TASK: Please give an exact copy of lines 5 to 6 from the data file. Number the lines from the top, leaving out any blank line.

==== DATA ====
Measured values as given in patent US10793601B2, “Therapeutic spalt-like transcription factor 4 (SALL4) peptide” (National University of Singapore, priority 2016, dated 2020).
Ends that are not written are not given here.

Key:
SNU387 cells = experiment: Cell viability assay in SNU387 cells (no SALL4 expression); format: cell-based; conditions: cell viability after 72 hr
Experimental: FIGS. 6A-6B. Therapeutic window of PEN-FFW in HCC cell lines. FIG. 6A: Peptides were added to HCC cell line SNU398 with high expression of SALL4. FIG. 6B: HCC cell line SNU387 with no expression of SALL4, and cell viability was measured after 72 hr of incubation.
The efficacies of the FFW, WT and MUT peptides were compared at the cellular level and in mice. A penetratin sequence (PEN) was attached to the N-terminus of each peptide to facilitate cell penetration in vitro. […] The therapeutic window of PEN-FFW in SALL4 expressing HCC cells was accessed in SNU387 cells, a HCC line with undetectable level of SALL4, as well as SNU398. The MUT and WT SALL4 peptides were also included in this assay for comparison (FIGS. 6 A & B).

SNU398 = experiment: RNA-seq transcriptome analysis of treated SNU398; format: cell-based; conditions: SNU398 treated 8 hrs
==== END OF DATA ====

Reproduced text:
Experimental: FIGS. 6A-6B. Therapeutic window of PEN-FFW in HCC cell lines. FIG. 6A: Peptides were added to HCC cell line SNU398 with high expression of SALL4. FIG. 6B: HCC cell line SNU387 with no expression of SALL4, and cell viability was measured after 72 hr of incubation.
The efficacies of the FFW, WT and MUT peptides were compared at the cellular level and in mice. A penetratin sequence (PEN) was attached to the N-terminus of each peptide to facilitate cell penetration in vitro. […] The therapeutic window of PEN-FFW in SALL4 expressing HCC cells was accessed in SNU387 cells, a HCC line with undetectable level of SALL4, as well as SNU398. The MUT and WT SALL4 peptides were also included in this assay for comparison (FIGS. 6 A & B).